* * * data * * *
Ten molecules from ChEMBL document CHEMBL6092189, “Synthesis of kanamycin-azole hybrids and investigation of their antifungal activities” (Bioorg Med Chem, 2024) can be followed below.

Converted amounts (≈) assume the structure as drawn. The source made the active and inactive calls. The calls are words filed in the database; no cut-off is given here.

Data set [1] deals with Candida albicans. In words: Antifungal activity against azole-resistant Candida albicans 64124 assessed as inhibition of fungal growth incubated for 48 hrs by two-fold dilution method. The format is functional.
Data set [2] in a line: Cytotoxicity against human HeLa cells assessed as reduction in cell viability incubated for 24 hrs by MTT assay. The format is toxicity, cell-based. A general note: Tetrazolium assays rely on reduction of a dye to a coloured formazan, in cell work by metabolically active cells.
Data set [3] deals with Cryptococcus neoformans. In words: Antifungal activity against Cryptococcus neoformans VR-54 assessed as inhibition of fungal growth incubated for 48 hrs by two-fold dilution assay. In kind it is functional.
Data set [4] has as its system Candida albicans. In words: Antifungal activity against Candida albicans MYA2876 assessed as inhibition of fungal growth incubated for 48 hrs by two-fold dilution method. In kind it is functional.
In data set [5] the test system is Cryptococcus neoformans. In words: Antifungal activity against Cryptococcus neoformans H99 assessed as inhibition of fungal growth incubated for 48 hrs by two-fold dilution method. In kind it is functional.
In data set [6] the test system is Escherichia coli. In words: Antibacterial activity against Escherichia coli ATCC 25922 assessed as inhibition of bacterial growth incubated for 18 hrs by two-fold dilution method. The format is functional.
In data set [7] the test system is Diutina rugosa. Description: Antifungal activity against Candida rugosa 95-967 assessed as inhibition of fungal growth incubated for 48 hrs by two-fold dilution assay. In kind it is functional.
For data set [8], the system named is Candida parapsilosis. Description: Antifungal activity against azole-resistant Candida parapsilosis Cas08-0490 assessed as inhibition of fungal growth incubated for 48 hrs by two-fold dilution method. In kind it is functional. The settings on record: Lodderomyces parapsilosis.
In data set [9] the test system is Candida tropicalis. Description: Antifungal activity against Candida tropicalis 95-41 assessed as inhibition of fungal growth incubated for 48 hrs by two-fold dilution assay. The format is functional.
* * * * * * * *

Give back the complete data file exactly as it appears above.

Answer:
Ten molecules from ChEMBL document CHEMBL6092189, “Synthesis of kanamycin-azole hybrids and investigation of their antifungal activities” (Bioorg Med Chem, 2024) can be followed below.

Converted amounts (≈) assume the structure as drawn. The source made the active and inactive calls. The calls are words filed in the database; no cut-off is given here.

Data set [1] deals with Candida albicans. In words: Antifungal activity against azole-resistant Candida albicans 64124 assessed as inhibition of fungal growth incubated for 48 hrs by two-fold dilution method. The format is functional.
Data set [2] in a line: Cytotoxicity against human HeLa cells assessed as reduction in cell viability incubated for 24 hrs by MTT assay. The format is toxicity, cell-based. A general note: Tetrazolium assays rely on reduction of a dye to a coloured formazan, in cell work by metabolically active cells.
Data set [3] deals with Cryptococcus neoformans. In words: Antifungal activity against Cryptococcus neoformans VR-54 assessed as inhibition of fungal growth incubated for 48 hrs by two-fold dilution assay. In kind it is functional.
Data set [4] has as its system Candida albicans. In words: Antifungal activity against Candida albicans MYA2876 assessed as inhibition of fungal growth incubated for 48 hrs by two-fold dilution method. In kind it is functional.
In data set [5] the test system is Cryptococcus neoformans. In words: Antifungal activity against Cryptococcus neoformans H99 assessed as inhibition of fungal growth incubated for 48 hrs by two-fold dilution method. In kind it is functional.
In data set [6] the test system is Escherichia coli. In words: Antibacterial activity against Escherichia coli ATCC 25922 assessed as inhibition of bacterial growth incubated for 18 hrs by two-fold dilution method. The format is functional.
In data set [7] the test system is Diutina rugosa. Description: Antifungal activity against Candida rugosa 95-967 assessed as inhibition of fungal growth incubated for 48 hrs by two-fold dilution assay. In kind it is functional.
For data set [8], the system named is Candida parapsilosis. Description: Antifungal activity against azole-resistant Candida parapsilosis Cas08-0490 assessed as inhibition of fungal growth incubated for 48 hrs by two-fold dilution method. In kind it is functional. The settings on record: Lodderomyces parapsilosis.
In data set [9] the test system is Candida tropicalis. Description: Antifungal activity against Candida tropicalis 95-41 assessed as inhibition of fungal growth incubated for 48 hrs by two-fold dilution assay. The format is functional.